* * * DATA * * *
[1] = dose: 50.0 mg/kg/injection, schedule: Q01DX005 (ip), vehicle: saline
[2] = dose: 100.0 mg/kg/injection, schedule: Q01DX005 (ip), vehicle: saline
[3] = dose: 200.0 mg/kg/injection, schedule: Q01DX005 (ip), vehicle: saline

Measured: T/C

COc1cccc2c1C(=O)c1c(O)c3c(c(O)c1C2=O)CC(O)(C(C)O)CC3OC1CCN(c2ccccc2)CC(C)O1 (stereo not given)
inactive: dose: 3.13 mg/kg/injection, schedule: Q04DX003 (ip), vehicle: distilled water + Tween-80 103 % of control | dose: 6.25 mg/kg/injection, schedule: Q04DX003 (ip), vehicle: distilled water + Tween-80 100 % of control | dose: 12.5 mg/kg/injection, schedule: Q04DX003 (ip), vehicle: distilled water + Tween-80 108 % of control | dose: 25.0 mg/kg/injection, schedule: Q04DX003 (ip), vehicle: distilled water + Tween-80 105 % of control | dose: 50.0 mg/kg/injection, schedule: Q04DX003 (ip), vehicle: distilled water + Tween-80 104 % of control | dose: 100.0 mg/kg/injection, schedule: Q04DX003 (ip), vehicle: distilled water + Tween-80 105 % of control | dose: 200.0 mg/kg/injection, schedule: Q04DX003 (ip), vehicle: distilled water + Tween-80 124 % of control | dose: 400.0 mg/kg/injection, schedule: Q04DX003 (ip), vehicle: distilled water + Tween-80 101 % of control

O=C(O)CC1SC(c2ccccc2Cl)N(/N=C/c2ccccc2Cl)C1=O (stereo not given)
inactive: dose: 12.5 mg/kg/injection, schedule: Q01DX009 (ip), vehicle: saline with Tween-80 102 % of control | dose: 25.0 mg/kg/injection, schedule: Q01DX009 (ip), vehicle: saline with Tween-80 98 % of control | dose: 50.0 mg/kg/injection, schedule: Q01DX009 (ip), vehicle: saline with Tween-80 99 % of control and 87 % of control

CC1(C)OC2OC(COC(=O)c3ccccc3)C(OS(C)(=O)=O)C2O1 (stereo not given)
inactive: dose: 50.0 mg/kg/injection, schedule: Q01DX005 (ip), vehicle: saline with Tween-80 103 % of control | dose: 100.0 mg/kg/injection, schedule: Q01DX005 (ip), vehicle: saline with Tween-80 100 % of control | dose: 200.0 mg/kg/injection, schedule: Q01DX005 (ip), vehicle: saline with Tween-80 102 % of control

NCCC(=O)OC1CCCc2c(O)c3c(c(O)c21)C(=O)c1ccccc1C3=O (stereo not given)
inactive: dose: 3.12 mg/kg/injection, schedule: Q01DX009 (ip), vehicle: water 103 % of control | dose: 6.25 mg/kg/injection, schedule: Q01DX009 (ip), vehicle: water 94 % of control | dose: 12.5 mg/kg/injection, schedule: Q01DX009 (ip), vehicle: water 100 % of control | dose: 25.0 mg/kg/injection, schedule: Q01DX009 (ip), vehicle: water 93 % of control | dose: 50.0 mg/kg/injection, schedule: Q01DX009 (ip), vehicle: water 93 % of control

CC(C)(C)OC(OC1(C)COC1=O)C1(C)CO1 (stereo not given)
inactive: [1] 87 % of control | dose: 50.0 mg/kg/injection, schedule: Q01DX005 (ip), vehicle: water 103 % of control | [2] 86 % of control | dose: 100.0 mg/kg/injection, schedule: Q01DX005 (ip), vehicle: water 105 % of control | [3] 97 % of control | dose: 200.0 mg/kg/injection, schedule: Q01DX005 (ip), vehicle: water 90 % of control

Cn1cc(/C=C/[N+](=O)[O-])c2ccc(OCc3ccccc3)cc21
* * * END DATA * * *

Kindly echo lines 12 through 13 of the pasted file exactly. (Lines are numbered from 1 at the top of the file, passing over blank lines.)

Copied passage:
inactive: dose: 3.12 mg/kg/injection, schedule: Q01DX009 (ip), vehicle: water 103 % of control | dose: 6.25 mg/kg/injection, schedule: Q01DX009 (ip), vehicle: water 94 % of control | dose: 12.5 mg/kg/injection, schedule: Q01DX009 (ip), vehicle: water 100 % of control | dose: 25.0 mg/kg/injection, schedule: Q01DX009 (ip), vehicle: water 93 % of control | dose: 50.0 mg/kg/injection, schedule: Q01DX009 (ip), vehicle: water 93 % of control

CC(C)(C)OC(OC1(C)COC1=O)C1(C)CO1 (stereo not given)